In the aftermath of last winter’s polar vortex, and the consequent spike in natural gas prices, some independent system operators (ISO) are reconsidering plans to retire coal-fired generators that proved critical to maintaining system reliability, according to a report by ScottMadden Inc.

In a 42-page report, ScottMadden, a management consulting firm based in Raleigh, NC, said last winter’s polar vortex impacted gas and electricity markets in the upper Midwest, the Northeast and the Southeast for several days. A loss of power generation in some regions, especially in the Mid-Atlantic, pushed gas pipeline capacity to its limits and almost led to emergency conditions.

“Pipeline capacity was an issue in New England, even without significant gas burn for power generation. For example, at five key gas delivery points in the North, utilization was more than 92% on Jan. 22-23,” the report said, adding that many outages were not fuel-related. “In some cases, combustion turbines would not start.”

Fuel diversity proved critical for utilities to weather the storm, but ScottMadden said it found available gas capacity in the Mid-Atlantic, New England and the Midwest “was far less than ‘advertised’ capability.” The researchers also found that in some cases oil-fired units were dispatched before gas-fired generators, and coal and nuclear sources of energy also proved essential.

“[The] mismatch between gas and power days led generators to assume gas price risk in advance of dispatch, even as gas prices soared to $100/MMBtu,” the report said.

ScottMadden said it was unclear if ISOs will be ready for the next intense winter season. To illustrate the point, the firm said PJM sought demand response (DR) of more than 2,000 MW on three separate days during last season’s polar vortex.

“It is unclear how system reliability might have been had that DR not come through,” the report said. “A significant amount of coal and oil capacity is slated for retirement beginning this coming winter. After last winter’s experience, further consideration is being given by ISOs of which units may need to be maintained, at least for an interim period, for reliability.”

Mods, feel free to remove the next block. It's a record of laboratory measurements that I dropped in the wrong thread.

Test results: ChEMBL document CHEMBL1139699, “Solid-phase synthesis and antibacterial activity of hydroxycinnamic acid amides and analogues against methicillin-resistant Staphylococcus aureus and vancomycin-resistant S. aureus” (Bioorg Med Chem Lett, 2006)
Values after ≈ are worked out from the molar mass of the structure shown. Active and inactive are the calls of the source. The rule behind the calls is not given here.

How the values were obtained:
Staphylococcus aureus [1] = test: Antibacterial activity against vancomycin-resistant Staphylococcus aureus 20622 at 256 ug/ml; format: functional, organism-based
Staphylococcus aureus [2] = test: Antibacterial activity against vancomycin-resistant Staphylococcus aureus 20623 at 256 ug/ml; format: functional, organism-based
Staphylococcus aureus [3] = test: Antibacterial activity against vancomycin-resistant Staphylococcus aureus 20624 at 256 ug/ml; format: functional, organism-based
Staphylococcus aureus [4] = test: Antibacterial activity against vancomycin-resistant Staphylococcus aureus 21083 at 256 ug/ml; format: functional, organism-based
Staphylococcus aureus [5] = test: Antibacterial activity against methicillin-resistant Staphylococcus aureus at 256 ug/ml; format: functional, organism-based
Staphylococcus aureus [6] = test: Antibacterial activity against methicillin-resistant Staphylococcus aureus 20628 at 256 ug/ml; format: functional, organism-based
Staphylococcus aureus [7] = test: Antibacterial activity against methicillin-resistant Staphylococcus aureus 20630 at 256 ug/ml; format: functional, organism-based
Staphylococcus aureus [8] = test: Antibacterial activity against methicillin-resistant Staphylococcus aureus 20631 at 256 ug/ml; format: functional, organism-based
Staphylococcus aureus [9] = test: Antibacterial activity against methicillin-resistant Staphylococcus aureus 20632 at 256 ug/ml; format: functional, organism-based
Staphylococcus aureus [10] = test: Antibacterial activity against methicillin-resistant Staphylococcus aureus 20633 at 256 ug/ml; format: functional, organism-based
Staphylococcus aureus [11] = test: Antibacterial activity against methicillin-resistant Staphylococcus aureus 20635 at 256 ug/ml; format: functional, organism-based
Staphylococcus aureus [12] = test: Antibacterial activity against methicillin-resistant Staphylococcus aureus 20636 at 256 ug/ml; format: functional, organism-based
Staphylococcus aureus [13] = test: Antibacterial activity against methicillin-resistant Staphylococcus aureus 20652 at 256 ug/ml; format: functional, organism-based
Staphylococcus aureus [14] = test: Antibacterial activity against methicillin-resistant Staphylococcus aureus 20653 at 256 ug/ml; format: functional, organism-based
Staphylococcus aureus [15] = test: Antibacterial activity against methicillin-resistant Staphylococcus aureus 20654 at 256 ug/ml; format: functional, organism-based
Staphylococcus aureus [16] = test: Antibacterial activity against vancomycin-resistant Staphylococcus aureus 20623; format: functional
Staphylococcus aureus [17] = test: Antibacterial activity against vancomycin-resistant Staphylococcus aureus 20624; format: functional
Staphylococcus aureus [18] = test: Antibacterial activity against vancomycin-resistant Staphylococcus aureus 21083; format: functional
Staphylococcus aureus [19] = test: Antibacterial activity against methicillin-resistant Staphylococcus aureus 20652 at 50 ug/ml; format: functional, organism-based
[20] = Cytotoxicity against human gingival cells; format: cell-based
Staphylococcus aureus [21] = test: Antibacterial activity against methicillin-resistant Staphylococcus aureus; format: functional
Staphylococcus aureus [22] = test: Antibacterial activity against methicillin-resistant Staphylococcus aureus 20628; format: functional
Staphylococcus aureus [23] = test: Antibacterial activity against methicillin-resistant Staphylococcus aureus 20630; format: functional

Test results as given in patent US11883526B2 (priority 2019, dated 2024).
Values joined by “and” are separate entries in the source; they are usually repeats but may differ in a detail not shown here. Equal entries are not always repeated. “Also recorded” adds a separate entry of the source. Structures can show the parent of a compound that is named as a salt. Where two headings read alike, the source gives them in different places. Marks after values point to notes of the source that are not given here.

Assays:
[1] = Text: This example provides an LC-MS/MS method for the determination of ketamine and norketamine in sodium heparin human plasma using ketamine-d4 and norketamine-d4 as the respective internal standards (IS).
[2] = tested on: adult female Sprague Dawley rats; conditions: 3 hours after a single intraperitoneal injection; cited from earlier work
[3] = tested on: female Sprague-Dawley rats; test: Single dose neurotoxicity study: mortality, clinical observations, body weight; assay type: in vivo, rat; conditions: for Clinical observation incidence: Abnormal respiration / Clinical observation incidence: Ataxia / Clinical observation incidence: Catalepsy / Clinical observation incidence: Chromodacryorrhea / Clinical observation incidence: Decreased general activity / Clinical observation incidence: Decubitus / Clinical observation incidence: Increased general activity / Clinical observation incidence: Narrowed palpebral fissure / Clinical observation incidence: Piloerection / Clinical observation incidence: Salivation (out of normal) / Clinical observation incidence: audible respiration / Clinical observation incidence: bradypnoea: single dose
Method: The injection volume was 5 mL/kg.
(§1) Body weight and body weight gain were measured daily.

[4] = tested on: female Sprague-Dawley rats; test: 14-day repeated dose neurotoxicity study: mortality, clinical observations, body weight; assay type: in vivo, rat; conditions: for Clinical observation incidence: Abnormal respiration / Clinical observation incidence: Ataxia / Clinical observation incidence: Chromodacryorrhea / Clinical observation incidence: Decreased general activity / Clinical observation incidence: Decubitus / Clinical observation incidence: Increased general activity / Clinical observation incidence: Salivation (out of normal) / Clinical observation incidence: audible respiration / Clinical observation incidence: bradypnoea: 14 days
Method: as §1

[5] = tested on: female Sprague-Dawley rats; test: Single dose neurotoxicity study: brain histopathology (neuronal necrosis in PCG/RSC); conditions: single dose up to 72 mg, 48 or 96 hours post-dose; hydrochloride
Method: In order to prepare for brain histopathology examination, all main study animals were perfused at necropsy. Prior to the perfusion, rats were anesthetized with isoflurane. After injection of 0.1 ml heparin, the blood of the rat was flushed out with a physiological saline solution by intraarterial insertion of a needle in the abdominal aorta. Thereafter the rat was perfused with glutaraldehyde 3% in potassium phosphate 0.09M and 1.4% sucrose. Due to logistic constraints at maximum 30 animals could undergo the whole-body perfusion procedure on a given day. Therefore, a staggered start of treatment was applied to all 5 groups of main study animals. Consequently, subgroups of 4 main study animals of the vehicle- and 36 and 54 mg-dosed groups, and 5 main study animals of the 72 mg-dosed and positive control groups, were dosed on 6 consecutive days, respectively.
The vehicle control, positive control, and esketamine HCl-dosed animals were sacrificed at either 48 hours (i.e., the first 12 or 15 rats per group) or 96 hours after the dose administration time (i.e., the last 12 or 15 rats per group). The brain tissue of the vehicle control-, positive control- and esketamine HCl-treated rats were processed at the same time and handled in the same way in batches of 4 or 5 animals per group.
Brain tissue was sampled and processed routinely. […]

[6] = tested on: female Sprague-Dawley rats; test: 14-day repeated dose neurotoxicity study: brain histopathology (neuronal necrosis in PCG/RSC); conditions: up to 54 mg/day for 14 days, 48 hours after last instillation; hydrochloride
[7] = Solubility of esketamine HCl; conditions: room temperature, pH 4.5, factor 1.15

The report said it was unclear what impact tougher federal regulations on emissions could have on ISOs considering holding onto coal-fired plants a little longer.

In April, the Supreme Court upheld a rule adopted by the Environmental Protection Agency (EPA) that limits smokestack emissions in 28 central and eastern states that affect air quality of other states located downwind (see Daily GPI, April 29). Meanwhile, the EPA’s mercury and air toxics standards (MATS) are set to take effect in April 2015 (see Daily GPI, March 18).

“[The] new CO2 [carbon dioxide] regulations could scramble the calculus of planned investment in back-end air quality control systems, adding to already costly plans for installations and upgrades and leading owners to the conclusion that their coal generators are simply too expensive to operate,” the report said. “Or, in lieu of the fact that the investments have already been made to comply with MATS, coal generators could stick it out, particularly if it looks like implementation will be delayed by litigation for years.”

ScottMadden also analyzed natural gas midstream infrastructure and based its findings on a report released in March by the Interstate Natural Gas Association of America (INGAA). In that report, INGAA concluded that nearly $641 billion would need to be invested in North American midstream infrastructure over the next 20 years to keep pace with production (see Daily GPI, March 18).

But the firm cautioned that building that infrastructure “is harder than it sounds.”

“Siting in areas like the northeastern U.S. — where much of the unconventional gas supply is coming from — is challenging,” the report said. “NIMBY and environmentalist objections slow development, as environmental groups oppose gas infrastructure as prolonging fossil fuel dependence and encouraging [hydraulic fracturing]. Environmental reviews and permitting also create additional time and expense as FERC [Federal Energy Regulatory Commission] permitting and planning can take three or four years.”

ScottMadden added that INGAA’s calculation that new pipelines could cost $3.7 million per mile, some industry experts believe it could cost as much as $5.5 million per mile, especially in the Northeast.

“Moreover, new pipeline is not always the answer,” the report said. “Some long-haul pipelines are under-capacity as supplies are redirected to other locations. Pipeline companies can also leverage line reversals (backhaul), conversions to transport different products — e.g., natural gas liquids [NGL] — and abandonment of existing lines.”

The report added that many existing transmission lines in the U.S. are at least 40 years old and will also need to be replaced, simultaneous with the need to build new pipelines.

“Finally, dry gas prices must recover enough to justify the transport of commodity to demand centers, especially for dry plays that do not have NGLs to help fund production,” the report said.